Although comfortable, they don't feel like a SuperShoe to me. The Vaporfly 4% felt like they were trying to throw me forward with every step, even walking around in them. The Vaporfly Next% and Alphafly Next% both feel like I'm walking on some sort of bouncy marshmallow substance.
The Brooks Hyperion Elite 2, with its DNA Flash midsole? It feels like it might be a Saucony Kinvara. Now, I really love the Kinvara, but it's not what I put on my feet on race day.
But who cares how it feels - how does it run?
Test 1: Progression
My first run in the shoes was a progression run (click here to see it on Strava) - I started out easy, and gradually accelerated to a pace that was arguably threshold (if you think my legs should have been fresh after a break) or arguably 10k race pace (if you think I probably lost a bit of fitness from having taken a break).
In any case, the shoes performed well. Having thought they lacked the supershoe magic of Nikes, I was very concerned with the easy miles - the shoe was way too comfortable. It wasn't driving me to be faster.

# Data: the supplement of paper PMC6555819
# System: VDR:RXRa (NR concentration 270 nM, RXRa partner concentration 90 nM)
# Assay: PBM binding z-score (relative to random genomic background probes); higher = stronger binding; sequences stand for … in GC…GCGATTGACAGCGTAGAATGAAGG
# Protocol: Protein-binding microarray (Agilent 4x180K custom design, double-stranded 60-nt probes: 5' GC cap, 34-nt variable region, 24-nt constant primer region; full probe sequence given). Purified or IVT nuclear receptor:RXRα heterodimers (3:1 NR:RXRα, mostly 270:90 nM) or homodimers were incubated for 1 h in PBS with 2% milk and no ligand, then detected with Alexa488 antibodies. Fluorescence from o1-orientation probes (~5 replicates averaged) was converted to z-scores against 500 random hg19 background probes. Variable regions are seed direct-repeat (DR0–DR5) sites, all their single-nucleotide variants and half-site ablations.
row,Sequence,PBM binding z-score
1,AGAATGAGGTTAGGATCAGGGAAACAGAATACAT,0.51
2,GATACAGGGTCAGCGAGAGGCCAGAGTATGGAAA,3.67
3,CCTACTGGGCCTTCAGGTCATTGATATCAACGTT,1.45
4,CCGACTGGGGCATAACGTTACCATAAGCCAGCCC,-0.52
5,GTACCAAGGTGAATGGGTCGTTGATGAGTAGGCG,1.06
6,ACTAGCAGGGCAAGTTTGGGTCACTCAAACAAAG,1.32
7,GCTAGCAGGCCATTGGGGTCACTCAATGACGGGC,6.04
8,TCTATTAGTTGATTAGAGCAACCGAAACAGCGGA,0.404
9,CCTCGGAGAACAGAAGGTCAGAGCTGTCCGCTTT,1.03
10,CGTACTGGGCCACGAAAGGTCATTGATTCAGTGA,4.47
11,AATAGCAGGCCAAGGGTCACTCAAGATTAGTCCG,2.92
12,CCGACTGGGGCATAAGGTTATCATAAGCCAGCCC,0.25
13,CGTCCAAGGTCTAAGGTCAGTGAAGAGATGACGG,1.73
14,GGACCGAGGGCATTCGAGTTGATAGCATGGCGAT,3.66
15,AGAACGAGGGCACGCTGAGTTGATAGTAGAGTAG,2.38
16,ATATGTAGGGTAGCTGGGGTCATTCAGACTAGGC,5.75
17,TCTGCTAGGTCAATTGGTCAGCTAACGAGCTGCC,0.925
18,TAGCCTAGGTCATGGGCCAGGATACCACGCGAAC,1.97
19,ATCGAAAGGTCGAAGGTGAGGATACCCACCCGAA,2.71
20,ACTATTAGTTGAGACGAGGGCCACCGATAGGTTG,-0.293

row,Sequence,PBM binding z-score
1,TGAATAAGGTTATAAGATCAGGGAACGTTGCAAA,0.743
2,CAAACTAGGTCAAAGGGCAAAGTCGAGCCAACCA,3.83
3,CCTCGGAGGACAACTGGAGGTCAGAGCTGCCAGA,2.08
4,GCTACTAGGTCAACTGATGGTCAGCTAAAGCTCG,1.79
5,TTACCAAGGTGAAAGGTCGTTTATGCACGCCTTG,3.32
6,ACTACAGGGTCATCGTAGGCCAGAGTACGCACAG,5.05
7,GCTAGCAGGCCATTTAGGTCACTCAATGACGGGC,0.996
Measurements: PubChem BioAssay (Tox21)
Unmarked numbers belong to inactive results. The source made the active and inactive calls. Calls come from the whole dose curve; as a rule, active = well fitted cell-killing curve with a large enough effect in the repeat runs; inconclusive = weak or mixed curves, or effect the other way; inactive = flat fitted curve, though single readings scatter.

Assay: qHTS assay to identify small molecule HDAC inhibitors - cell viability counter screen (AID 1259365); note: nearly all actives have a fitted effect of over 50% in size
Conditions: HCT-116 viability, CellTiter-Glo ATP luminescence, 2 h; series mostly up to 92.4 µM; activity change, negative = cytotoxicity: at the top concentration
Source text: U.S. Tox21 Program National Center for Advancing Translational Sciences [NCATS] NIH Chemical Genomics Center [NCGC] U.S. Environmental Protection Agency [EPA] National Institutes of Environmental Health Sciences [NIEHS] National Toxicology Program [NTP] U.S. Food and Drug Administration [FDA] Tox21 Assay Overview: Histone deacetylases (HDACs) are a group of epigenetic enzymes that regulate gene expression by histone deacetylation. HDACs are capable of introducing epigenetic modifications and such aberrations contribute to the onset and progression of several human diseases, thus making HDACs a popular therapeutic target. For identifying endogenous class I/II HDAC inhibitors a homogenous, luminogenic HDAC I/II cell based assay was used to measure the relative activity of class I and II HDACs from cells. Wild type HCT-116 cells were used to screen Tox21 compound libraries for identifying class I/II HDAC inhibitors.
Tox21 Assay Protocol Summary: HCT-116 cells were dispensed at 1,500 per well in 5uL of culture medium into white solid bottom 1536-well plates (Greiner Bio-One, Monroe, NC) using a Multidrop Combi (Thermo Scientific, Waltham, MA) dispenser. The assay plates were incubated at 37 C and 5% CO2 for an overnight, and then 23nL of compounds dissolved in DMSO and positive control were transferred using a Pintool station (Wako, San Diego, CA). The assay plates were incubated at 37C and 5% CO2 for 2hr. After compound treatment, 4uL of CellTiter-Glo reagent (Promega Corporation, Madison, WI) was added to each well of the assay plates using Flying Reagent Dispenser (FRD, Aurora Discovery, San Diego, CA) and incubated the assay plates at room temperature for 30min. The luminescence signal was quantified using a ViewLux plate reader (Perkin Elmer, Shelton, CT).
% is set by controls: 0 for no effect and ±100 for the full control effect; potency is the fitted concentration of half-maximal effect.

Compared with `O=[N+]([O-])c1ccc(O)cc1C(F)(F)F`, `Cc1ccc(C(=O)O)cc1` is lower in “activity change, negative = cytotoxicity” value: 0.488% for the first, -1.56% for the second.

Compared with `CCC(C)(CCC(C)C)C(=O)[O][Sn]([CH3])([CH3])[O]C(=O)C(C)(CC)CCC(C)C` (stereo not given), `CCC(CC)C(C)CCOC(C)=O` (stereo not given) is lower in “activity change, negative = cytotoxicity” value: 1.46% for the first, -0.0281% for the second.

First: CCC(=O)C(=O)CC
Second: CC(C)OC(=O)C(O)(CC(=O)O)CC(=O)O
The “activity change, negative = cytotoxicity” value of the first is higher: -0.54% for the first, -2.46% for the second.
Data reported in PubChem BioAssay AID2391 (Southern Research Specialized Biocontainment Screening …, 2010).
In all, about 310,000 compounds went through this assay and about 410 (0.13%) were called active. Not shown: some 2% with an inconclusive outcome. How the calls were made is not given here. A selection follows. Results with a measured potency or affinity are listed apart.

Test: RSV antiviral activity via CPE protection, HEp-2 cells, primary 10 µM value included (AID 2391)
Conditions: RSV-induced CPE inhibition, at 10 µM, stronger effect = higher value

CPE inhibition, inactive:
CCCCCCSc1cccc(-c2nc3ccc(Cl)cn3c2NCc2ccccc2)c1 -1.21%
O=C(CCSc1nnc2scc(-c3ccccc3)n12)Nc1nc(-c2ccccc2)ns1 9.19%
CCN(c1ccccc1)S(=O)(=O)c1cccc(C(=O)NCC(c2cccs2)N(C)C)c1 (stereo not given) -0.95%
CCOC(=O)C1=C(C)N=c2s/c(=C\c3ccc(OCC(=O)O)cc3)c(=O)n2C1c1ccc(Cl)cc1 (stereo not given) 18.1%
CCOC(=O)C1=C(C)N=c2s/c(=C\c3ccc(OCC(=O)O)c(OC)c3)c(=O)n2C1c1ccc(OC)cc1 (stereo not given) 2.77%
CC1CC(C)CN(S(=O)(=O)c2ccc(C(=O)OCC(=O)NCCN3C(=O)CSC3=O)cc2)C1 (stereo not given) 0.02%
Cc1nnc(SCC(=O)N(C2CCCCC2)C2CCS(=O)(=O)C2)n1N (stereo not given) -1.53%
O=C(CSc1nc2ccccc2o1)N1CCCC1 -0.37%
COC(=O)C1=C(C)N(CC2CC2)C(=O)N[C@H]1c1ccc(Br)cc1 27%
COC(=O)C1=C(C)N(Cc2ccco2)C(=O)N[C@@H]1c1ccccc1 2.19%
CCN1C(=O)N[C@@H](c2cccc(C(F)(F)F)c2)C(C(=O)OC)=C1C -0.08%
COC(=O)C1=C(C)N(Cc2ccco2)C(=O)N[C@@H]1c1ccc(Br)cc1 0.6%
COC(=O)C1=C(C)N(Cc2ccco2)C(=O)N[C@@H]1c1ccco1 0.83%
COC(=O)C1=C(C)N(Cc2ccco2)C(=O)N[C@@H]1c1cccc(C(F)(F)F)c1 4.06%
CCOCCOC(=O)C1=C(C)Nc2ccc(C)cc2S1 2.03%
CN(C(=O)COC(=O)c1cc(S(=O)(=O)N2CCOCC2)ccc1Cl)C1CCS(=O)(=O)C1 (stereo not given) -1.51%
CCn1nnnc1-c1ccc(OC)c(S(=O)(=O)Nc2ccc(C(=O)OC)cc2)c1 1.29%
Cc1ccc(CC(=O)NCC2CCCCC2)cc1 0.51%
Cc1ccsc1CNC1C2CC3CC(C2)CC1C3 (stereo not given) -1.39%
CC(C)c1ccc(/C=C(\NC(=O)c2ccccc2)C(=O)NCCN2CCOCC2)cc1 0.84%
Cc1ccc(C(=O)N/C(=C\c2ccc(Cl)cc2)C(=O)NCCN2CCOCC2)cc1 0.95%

But as I sped up, I found them to be very responsive.
Comparison is inevitable, and it's pretty obvious: these shoes aren't as fast as Nike's ZoomX foam marathon racing shoes. But they are fast, and they're also both more comfortable and more stable than Nike's offerings.
Test 2: The Long Run
I was hoping for Test 2 to be a race - I managed to get a (socially distanced) Half Marathon in my calendar, only for COVID cases to surge and force the cancellation of the race.
Instead, I went for a long run to check out London's Christmas lights.
While this doesn't quite measure up to a race test, it does let us see how it performs on extended mileage.
And your reviewer was a little disappointed.
Again, the shoes were comfortable - I had a little bit of rubbing at the achilles, but that's almost certainly just me not having the lacing quite right yet, as it's something that I frequently experience on my first long run in a new shoe.
But late in the run, when it felt I was running abut 8:10 pace, I'd hit a mile split and find it was ... an 8:10 mile.